It often takes a tragedy or near-death experience for our world to shrink down to the people, events, and accomplishments that matter most. I’m not sure why. Maybe we get so caught up in our past successes and failures we allow those things to define us over time. My working theory is we simply forget. The mundane, habitual succession of life grinds us down to the bone. We begin to think in terms of to-do lists, calendars/scheduling conflicts, and how to be as productive as possible. That, and food. We spend an awful amount of time thinking about what we’re going to eat next.

What might happen if we focused on changing the world we interact and live in daily instead of the world that's portrayed to us on social media or the news?

I’d like to spend the next 12 months finding out. That’s right, folks, I’m going full sincere.


In Tall Buildings
By John Hartford

Someday, baby, when I am a man
And other's have taught me
The best that they can
They'll sell me a suit
And cut off my hair
And send me to work in tall buildings

And it's goodbye to the sunshine
Goodbye to the dew
Goodbye to the flowers
And goodbye to you
I'm off to the subway
I must not be late
Going to work in tall buildings

Now when I retire
And my life is my own
I made all the payments
It's time to go home
And wonder what happened
Betwixt and between
When I went to work in tall buildings

And it's goodbye to the sunshine
Goodbye to the dew
Goodbye to the flowers
And goodbye to you
I'm off to the subway
I mustn't be late
Going to work in tall buildings

Further Reading

  • Week of Jan 2 – 1984 by George Orwell
  • Week of Jan 9 – Hitchhiker’s Guide to the Galaxy by Douglas Adams
  • Week of Jan 16 – Brave New World by Aldous Huxley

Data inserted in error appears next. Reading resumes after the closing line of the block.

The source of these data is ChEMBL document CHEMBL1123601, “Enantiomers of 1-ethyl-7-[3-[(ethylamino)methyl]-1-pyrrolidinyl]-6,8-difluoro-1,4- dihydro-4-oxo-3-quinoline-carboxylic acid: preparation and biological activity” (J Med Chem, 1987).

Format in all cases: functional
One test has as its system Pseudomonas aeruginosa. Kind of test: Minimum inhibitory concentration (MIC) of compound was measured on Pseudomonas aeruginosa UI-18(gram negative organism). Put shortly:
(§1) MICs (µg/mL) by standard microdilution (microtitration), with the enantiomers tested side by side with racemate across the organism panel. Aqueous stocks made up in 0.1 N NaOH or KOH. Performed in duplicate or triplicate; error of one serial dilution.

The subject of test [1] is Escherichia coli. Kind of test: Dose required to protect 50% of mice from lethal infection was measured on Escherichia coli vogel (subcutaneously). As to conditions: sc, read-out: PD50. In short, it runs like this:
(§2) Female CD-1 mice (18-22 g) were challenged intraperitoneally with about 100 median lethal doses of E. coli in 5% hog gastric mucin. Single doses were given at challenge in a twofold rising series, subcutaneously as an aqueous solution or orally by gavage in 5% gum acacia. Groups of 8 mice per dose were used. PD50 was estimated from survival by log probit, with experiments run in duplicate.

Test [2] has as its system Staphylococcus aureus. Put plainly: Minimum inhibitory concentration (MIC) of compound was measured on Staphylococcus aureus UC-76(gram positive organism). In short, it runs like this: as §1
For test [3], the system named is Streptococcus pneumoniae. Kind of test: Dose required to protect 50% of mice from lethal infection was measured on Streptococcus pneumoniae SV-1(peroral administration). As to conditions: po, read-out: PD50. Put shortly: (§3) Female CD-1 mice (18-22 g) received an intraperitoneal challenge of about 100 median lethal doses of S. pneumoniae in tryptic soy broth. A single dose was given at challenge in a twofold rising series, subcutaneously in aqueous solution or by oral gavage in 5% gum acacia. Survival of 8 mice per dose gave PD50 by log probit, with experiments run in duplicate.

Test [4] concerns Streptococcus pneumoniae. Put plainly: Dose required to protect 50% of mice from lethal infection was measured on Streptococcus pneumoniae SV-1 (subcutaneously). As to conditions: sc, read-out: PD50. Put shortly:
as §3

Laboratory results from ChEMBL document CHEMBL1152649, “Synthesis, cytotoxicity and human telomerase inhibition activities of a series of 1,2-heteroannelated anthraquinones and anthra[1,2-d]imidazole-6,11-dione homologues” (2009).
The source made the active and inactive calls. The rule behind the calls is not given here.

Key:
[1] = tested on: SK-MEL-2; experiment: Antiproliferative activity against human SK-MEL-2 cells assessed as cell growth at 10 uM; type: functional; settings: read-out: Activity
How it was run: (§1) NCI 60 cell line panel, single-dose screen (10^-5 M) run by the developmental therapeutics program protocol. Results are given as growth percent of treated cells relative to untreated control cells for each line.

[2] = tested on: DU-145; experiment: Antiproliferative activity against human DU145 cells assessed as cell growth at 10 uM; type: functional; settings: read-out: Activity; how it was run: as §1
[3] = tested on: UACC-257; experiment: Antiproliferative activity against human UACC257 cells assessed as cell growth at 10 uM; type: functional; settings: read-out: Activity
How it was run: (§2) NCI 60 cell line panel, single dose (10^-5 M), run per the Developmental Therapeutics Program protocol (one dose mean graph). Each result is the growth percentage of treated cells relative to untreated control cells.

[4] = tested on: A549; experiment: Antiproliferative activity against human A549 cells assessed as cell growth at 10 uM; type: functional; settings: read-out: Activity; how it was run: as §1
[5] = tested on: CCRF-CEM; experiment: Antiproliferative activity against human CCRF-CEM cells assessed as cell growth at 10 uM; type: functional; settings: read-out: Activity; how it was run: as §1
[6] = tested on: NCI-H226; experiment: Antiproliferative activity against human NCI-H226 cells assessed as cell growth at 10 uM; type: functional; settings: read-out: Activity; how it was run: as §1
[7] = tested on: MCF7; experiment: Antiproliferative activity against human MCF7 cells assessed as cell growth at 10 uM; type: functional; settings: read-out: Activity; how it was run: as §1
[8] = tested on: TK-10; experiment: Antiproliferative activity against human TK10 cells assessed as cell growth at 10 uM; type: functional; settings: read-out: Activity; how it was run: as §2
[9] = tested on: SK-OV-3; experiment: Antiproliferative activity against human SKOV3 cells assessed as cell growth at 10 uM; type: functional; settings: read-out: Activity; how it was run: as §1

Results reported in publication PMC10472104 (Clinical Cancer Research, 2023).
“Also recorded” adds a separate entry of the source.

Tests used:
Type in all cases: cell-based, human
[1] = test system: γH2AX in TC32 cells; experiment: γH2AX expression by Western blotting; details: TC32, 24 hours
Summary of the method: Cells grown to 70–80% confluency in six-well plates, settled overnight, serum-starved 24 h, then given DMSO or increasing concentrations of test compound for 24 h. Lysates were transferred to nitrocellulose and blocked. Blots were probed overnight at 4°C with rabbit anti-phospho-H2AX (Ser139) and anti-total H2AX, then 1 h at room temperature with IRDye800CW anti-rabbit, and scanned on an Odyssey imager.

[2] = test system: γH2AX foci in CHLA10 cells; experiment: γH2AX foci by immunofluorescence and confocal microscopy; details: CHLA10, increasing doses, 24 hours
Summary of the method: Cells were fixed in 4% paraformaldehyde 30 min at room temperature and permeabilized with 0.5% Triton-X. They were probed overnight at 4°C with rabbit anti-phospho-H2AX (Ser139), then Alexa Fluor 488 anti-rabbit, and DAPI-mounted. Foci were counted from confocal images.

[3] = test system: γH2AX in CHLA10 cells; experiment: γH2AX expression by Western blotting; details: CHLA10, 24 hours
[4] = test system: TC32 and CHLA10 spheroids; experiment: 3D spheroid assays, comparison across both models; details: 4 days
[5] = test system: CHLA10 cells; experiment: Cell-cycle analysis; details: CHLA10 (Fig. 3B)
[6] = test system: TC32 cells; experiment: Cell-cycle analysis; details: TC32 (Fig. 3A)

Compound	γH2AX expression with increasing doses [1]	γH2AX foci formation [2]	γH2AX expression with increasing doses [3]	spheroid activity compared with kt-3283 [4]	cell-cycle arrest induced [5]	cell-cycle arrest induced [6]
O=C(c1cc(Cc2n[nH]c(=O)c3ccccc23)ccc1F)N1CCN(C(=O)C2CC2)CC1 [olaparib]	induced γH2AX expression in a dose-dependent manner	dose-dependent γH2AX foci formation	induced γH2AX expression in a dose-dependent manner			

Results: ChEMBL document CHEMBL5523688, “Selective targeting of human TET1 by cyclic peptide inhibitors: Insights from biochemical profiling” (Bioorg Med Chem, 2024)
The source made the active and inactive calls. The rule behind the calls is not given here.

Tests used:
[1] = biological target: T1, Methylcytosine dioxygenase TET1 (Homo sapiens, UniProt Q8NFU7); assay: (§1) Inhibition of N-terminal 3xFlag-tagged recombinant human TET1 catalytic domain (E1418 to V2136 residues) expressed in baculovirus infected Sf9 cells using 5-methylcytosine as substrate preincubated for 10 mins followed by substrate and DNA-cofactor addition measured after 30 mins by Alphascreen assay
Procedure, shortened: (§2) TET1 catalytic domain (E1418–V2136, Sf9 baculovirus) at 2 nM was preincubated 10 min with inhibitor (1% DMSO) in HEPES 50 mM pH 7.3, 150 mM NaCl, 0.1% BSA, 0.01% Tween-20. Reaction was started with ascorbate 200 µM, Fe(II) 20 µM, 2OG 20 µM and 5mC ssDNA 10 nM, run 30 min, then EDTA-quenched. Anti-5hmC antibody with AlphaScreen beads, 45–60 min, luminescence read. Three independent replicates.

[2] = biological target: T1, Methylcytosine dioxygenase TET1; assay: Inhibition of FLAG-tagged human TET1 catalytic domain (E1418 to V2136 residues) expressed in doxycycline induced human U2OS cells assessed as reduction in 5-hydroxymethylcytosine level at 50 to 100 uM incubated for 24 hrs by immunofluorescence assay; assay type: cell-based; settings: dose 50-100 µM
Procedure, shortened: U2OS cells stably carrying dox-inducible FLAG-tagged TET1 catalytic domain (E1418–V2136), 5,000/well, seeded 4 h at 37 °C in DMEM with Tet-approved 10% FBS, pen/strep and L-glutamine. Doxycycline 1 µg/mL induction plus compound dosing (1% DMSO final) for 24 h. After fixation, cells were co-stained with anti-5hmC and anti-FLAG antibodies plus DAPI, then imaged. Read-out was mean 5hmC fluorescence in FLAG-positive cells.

• Week of Jan 23 – The Stranger by Camus
  • Week of Jan 30 – Meditations by Marcus Aurelius
  • Week of Feb 6 – On the Road by Jack Kerouac
  • Week of Feb 13 – Foundation by Isaac Asimov
  • Week of Feb 20 – The Art of War by Sun Tzu
  • Week of Feb 27 – Old Man and The Sea by Hemingway
  • Week of Mar 6 – 2001: A Space Odyssey by Arthur C Clarke
  • Week of Mar 13 – Animal Farm by George Orwell
  • Week of Mar 20 – Man’s Search for Meaning by Victor Frankel
  • Week of Mar 27 – Sapiens by Yuval Noah Harari
  • Week of Apr 3 – Metamorphosis, Hunger Artist by Franz Kafka
  • Week of Apr 10 – The Plague by Camus
  • Week of Apr 17 – Player of Games by Ian Banks
  • Week of Apr 24 – Fight Club by Chuck Palahniuk
  • Week of May 1 – The Little Prince by Antoine de Saint-Exupéry
  • Week of May 8 – Brothers Karamazov by Dostoevsky
  • Week of May 15 – Siddhartha by Herman Hesse
  • Week of May 22 – Dune by Frank Herbert
  • Week of May 29 – Frankenstein by Mary Shelley

Here’s some other suggestions I’m considering. Others are welcome:

  • The Dead by James Joyce
  • The Yellow Wallpaper by Charlotte Perkins Gilman
  • Ward No. 6 by Anton Chekhov
  • Anthem by Ayn Rand
  • The Book of Five Rings by Miyamoto Musashi
  • The Four Agreements by Don Miguel Ruiz
  • Nightfall, Last Question by Isaac Asimov
  • The Little Trilogy by Anton Chekhov
  • The Nose, The Overcoat by Gogol
  • Heart of Darkness by Joseph Conrad
  • Notes from Underground by Dostoevsky
  • The Giver by Lois Lowry
  • The Prince by Machiavelli
  • Disgrace by J. M. Coetzee
  • Fahrenheit 451 by Ray Bradbury
  • The Alchemist by Paulo Coelho
  • The Road by Cormac McCarthy
  • Where the Red Fern Grows by Wilson Rawls
  • A Good Man Is Hard to Find by Flannery O’Connor
  • Beyond Good and Evil by Friedrich Nietzsche
  • On Writing by Stephen King
  • Solaris by Stanislaw Lem
  • Childhood’s End by Arthur C Clarke
  • Do Androids Dream of Electric Sheep? by Philip K Dick
  • Flowers for Algernon by Daniel Keyes
  • I, Robot by Isaac Asimov
  • The Diary of a Young Girl by Anne Frank
  • Master and Margarita by Mikhail Bulgakov
  • Ender’s Game by Orson Scott Card
  • Surely You’re Joking, Mr. Feynman by Richard Feynman
  • Dead Souls by Gogol
  • 12 Rules for Life by Jordan Peterson
  • Snow Crash by Neal Stephenson
  • The Moon Is a Harsh Mistress by Robert Heinlein
  • Three-Body Problem by Cixin Liu
  • Stranger in a Strange Land by Robert Heinlein
  • Godel, Escher, Bach by Douglas R. Hofstadter
  • The Idiot by Dostoevsky